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Trump and COVID-19: The Potential Treatments for the President

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There is no cure for COVID-19, but there are some treatment options. Drew Angerer/Getty Images
  • President Donald Trump and First Lady Melania Trump announced they have mild symptoms of COVID-19.
  • There is no cure or vaccine for COVID-19.
  • Two drugs can help reduce the duration and mortality rate, but they are not curative therapies.

President Donald Trump and First Lady Melania Trump announced they both tested positive for COVID-19 early Friday morning.

As of Friday afternoon, they had mild symptoms but were otherwise feeling fine, according to a statement from Melania Trump and the president’s chief of staff.

Though the vast majority of people who develop COVID-19 will have mild symptoms that can be treated at home with rest, acetaminophen, and fluids, a smaller but significant percentage of people will go on to experience a more severe, potentially life threatening disease requiring hospitalization and breathing support.

There is no cure or vaccine for COVID-19.

Two drugs — the antiviral remdesivir and the corticosteroid dexamethasone — can help reduce the duration and mortality rate, but they are not curative therapies.

“We don’t want anyone to have this horrible illness because there’s not a large but certainly a significant but small percent chance that this can be fatal,” Dr. Matthew Heinz, a hospitalist based in Tucson, Arizona, who helped coordinate the domestic Ebola response under the Obama Administration, told Healthline.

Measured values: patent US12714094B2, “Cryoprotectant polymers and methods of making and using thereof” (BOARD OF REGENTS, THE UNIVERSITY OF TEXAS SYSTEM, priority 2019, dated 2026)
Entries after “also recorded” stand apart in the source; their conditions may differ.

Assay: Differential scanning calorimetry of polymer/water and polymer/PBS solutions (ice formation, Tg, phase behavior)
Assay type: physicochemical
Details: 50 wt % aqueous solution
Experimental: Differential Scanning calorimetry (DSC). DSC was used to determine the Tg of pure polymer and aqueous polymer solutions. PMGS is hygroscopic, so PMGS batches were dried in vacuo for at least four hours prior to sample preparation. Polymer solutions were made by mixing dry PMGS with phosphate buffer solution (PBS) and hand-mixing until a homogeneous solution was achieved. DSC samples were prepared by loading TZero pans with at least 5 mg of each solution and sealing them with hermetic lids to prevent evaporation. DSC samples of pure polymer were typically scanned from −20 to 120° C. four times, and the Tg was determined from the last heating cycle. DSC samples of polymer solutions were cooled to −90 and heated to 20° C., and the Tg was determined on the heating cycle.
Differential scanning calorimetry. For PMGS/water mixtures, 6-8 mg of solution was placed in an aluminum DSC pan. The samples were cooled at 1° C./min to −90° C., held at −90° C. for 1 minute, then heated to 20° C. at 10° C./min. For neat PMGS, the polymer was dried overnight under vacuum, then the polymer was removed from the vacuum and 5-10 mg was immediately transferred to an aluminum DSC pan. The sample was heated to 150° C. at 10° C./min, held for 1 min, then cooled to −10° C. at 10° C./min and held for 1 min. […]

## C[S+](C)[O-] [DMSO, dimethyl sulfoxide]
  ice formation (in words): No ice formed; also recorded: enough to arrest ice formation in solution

The coronavirus knows no boundaries, and anyone can contract it.

“It’s just human-to-human respiratory droplet-based transmission. This can affect anybody, absolutely anybody,” Heinz said.

COVID-19 progresses differently in each person.

A majority of people will be asymptomatic or have only mild symptoms, like loss of taste and smell, a sore throat, or runny nose.

“Many people feel better within a few days, while others take closer to 2 weeks to feel back to normal,” Dr. Manisha Juthani, a Yale Medicine infectious diseases specialist and professor of medicine and epidemiology at Yale University, told Healthline.

Some people, however, will go on to experience more severe symptoms about a week after first contracting the virus.

Sometimes, the milder symptoms will improve only to worsen 7 to 10 days in, according to Juthani.

“Around the 1-week mark, once it becomes clear they have symptoms or have the infection, around 6, 7, 8 days, that’s when you can, in some cases, see a precipitous decline,” Heinz said.

When this occurs, Heinz says the viral load reaches a critical level causing the body to “flip out” and have a hyperactive immune response that triggers widespread inflammation and fluid buildup in the lungs.

The progression of the disease largely depends on a person’s risk factors.

Young, healthy people tend to fare better compared with older adults 65 and up with underlying conditions like diabetes, asthma, heart disease, or obesity.

Men are also more vulnerable. Across the world, the morbidity and mortality rates have been higher among males.